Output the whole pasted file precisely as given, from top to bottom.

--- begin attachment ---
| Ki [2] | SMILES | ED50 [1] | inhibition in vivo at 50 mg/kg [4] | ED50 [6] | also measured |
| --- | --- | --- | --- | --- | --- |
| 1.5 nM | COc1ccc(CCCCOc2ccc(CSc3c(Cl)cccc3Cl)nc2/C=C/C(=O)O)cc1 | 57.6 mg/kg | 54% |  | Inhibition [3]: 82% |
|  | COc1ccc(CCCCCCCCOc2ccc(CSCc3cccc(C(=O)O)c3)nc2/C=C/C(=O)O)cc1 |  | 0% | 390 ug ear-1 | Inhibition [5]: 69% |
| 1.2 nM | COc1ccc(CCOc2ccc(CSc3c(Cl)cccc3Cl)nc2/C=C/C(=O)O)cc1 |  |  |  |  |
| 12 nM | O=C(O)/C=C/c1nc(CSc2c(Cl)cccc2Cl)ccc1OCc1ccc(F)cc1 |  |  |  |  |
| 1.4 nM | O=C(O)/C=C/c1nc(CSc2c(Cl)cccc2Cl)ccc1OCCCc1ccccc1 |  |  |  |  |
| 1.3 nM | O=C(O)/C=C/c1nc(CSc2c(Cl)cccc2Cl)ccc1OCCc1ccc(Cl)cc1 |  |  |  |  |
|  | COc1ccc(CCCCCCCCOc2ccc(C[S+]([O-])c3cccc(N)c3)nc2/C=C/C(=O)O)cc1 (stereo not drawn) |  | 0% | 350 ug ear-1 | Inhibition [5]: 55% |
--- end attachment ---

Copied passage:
| Ki [2] | SMILES | ED50 [1] | inhibition in vivo at 50 mg/kg [4] | ED50 [6] | also measured |
| --- | --- | --- | --- | --- | --- |
| 1.5 nM | COc1ccc(CCCCOc2ccc(CSc3c(Cl)cccc3Cl)nc2/C=C/C(=O)O)cc1 | 57.6 mg/kg | 54% |  | Inhibition [3]: 82% |
|  | COc1ccc(CCCCCCCCOc2ccc(CSCc3cccc(C(=O)O)c3)nc2/C=C/C(=O)O)cc1 |  | 0% | 390 ug ear-1 | Inhibition [5]: 69% |
| 1.2 nM | COc1ccc(CCOc2ccc(CSc3c(Cl)cccc3Cl)nc2/C=C/C(=O)O)cc1 |  |  |  |  |
| 12 nM | O=C(O)/C=C/c1nc(CSc2c(Cl)cccc2Cl)ccc1OCc1ccc(F)cc1 |  |  |  |  |
| 1.4 nM | O=C(O)/C=C/c1nc(CSc2c(Cl)cccc2Cl)ccc1OCCCc1ccccc1 |  |  |  |  |
| 1.3 nM | O=C(O)/C=C/c1nc(CSc2c(Cl)cccc2Cl)ccc1OCCc1ccc(Cl)cc1 |  |  |  |  |
|  | COc1ccc(CCCCCCCCOc2ccc(C[S+]([O-])c3cccc(N)c3)nc2/C=C/C(=O)O)cc1 (stereo not drawn) |  | 0% | 350 ug ear-1 | Inhibition [5]: 55% |